year to Muhsin Muhammad, a second-round draft choice from
Michigan State who has since been sidelined with a hamstring
Unable to sleep the night before Sunday's game, Green rose at 5
a.m. and went for a walk. He thought about a prediction he had
made to reporters earlier in the week: The winner of the
Carolina-San Francisco game would represent the NFC in the Super
Bowl. He reflected on coach Dom Capers's response to his
prognostication. (Capers chided Green and pleaded with reporters
not to use the quote, fretting that the Panthers would become
"the laughingstock" of the league.) He thought about what Capers
told the receivers on Wednesday of that week. ("We're going to
win this game by winning the one-on-one battles on the outside,"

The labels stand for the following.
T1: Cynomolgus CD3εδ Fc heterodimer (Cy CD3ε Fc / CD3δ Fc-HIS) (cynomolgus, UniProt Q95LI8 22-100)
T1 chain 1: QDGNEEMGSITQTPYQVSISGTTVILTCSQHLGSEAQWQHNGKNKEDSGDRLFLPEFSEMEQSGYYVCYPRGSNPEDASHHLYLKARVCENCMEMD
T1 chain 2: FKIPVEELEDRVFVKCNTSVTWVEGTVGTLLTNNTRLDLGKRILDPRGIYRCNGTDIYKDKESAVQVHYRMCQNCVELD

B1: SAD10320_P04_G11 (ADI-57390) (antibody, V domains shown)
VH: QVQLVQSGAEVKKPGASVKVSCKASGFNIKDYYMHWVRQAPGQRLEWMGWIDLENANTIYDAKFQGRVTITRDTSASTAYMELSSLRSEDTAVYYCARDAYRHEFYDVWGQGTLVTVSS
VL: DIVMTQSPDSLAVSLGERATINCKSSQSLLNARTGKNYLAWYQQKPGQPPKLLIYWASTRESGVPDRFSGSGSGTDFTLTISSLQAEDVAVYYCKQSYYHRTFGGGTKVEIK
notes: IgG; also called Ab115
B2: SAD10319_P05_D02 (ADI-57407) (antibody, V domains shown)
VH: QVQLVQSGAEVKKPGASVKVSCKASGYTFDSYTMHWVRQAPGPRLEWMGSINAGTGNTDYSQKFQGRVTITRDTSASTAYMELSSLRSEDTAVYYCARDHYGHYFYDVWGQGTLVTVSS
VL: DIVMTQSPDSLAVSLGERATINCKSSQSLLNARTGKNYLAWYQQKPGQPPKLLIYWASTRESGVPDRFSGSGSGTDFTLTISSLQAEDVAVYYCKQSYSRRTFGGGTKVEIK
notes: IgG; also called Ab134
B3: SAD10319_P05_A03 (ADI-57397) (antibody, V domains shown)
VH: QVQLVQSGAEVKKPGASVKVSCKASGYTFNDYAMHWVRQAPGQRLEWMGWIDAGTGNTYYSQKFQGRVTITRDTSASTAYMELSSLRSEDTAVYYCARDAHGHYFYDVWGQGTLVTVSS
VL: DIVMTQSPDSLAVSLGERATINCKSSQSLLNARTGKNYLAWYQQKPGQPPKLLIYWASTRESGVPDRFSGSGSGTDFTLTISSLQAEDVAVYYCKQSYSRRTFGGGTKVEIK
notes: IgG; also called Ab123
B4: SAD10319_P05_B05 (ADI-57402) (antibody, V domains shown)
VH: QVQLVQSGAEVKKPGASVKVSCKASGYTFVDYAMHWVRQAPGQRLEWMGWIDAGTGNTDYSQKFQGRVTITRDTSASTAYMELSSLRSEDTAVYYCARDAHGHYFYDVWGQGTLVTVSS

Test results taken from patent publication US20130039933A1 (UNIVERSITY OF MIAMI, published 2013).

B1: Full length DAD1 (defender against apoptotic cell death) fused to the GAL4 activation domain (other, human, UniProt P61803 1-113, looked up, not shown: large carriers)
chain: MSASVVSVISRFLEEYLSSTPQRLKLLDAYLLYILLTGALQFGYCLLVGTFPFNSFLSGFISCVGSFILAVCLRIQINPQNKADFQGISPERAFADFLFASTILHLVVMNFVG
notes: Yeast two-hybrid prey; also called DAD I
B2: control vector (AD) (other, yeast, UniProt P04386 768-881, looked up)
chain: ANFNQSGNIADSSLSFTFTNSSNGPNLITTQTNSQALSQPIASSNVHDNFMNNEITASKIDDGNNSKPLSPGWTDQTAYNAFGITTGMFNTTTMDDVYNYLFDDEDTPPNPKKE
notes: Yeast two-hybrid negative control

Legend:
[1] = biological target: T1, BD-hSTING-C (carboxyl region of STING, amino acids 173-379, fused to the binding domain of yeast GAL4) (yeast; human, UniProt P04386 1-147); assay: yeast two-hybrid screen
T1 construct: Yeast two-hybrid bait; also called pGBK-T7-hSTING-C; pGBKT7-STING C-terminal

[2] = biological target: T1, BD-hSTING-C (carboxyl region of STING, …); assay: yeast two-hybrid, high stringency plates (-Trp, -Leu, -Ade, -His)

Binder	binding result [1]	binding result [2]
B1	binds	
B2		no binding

the coach had said.)
Sure enough, the Panthers won those battles--and they did so
from the outset. On Carolina's third play from scrimmage,
Collins and wideout Mark Carrier hooked up for 39 yards. Two
plays later Collins zipped a five-yard TD pass to Walls, who
sensed that his 23-year-old quarterback was turning a corner.
"You had all this trash talking and shoving, and he's in the
huddle telling people, 'Good job,' keeping everybody calm and
cool," said Walls. "He called one play, then looked up and
winked at me, and I thought, This guy is on."
That play called for Walls to run an inside route called a
Y-shake pattern, but he couldn't get open. Not a problem.
Collins lofted a sweet spiral to Green, who had gotten behind